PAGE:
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It's time to talk about the way we choose judges

Friday, January 18, 2019
Crain's Chicago Business
by Greg Hinz

Greg Hinz On Politics

It's time to talk about the way we choose judges

The decision in the Van Dyke cover-up case highlights what's wrong with the system that puts people on the bench. Until that's fixed, there will be no true justice.

On Politics
Newscom

Former Chicago Police officer Jason Van Dyke enters court for a hearing in December.

Like a bad movie or a Chicago winter, the horrors of our criminal justice system seem never-ending. The latest headlines prompt the question of why, after a jury found officer Jason Van Dyke guilty of second-degree murder and 16 counts of aggravated battery in the killing of Laquan McDonald, three of his police colleagues were found innocent yesterday of charges that they conspired to cover up his misdeeds.

Like most of you, I wasn't in the courtroom and didn't follow the cover-up case blow by blow. Maybe there's some detail or nuance I'm missing.

But from my vantage, it looks like both the jury in the Van Dyke case and Cook County Circuit Court Associate Judge Domenica Stephenson reached utterly different conclusions about what to believe, even though both reviewed basically the same evidence. So, why? Did the jury get bamboozled? Or is it that Judge Stephenson, a former prosecutor, viewed everything through the lens of a tough-on-crime cop?

I'd like to think it's not the latter. But it sure looks like the judge, who didn't return my phone call, essentially bought the line that any policeman anywhere can shoot you dead and ask questions later if you don't instantly follow orders and throw yourself to the ground. After all, that cellphone in your hand could be a revolver, especially if you're not an old white guy like me but a black guy in dreads or a Latino with tattoos.

Actually, in this case, it goes further than that. According to mayoral candidate Lori Lightfoot, a former federal prosecutor who later headed the city's Police Board, Stephenson and the key defense attorney in the cover-up case worked closely with each other in the Cook County state's attorney's office earlier in their careers, a fact that was not known to prosecutors until just before the case went to trial.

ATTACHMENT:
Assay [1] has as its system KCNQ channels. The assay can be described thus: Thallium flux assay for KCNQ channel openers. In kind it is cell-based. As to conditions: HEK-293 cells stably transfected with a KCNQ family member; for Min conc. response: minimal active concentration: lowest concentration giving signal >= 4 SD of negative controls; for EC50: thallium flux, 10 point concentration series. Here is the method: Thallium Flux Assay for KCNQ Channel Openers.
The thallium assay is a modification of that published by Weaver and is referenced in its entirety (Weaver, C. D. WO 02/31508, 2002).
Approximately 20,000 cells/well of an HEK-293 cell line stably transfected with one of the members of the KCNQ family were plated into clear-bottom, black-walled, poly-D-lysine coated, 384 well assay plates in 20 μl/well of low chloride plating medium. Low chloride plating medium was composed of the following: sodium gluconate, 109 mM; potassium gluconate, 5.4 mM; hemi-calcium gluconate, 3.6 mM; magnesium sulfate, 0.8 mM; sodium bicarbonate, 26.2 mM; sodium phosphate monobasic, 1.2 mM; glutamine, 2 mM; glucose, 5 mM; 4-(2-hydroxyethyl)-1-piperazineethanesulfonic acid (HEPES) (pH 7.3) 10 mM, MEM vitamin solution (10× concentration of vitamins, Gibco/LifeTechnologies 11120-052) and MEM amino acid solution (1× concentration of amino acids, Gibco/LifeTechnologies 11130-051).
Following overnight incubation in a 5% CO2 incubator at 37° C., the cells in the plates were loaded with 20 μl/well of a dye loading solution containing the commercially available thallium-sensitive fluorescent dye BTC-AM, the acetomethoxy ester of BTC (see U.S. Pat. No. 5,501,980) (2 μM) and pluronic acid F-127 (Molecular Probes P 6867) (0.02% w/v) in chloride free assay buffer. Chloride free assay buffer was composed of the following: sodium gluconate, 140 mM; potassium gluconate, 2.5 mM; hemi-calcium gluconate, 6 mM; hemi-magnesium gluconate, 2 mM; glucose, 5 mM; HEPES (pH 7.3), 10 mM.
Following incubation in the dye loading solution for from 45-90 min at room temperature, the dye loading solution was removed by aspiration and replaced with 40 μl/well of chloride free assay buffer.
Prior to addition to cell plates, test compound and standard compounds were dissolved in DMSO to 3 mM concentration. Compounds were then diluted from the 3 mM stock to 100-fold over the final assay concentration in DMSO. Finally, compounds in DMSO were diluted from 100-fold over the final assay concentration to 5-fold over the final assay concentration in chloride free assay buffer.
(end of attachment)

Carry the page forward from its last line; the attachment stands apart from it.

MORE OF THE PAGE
Had they known earlier, the special prosecutors handling the case could have asked the judge to recuse herself, Lightfoot says. Or the judge could have come to that realization herself. But it didn't happen. It's the latest in a series of high-stakes trials in recent years in which judges, who perhaps don't want to rile politically powerful police unions, tend to let police off the hook, however strong the evidence.

There's been lots of contentious debate lately about what's needed to finally fix our criminal justice system. And some good things are happening, so don't lose hope. The terms of a federal court consent decree laying out specific improvements are all but hammered out. More time, effort and money are going into better training police. Steps are being taken to extend special help to officers, who literally put their lives on the line, in the event the job becomes too much.

But almost nothing has been said about fixing the broken system in which we select the final arbiters of justice: judges. Instead, we stick with a ridiculous election system in which we all troop to the polls every couple of years to elect or retain dozens of officials whose performance we're in no position to evaluate. We have no firsthand knowledge of who we're voting for, so we rely on others to make the choice, and that almost always results in political insiders controlling the outcome—insiders such as Ald. Edward Burke. In case you've forgotten, he's in charge of Democratic organization slating for judges, and those candidates almost always win.

The current system "is a total joke,” says Lightfoot, and she's absolutely right. Stephenson hasn't yet faced voters, since she was appointed by other judges to fill a vacancy—a process that's is even less transparent than meaningless elections.

So, amid this mayoral race, let's have some renewed discussion about “merit selection” of judges, with appointments made based on recommendations by panels of experts who are far more qualified to make a choice than a voter buttonholed by a precinct captain.

Will that be perfect? No, but that's the way it works in most states.

Is there a risk big law firms will dominate the process and leave out minorities? Absolutely. But tell me you have any faith at all in the current system.

For Chicago's policing system to work, we need police to be accountable and held to the highest standards, and we need a civilian population that trusts and works with them to fight crime. We also need judges who know what they're doing and are held to equally high standards of accountability.

Let's have that conversation.



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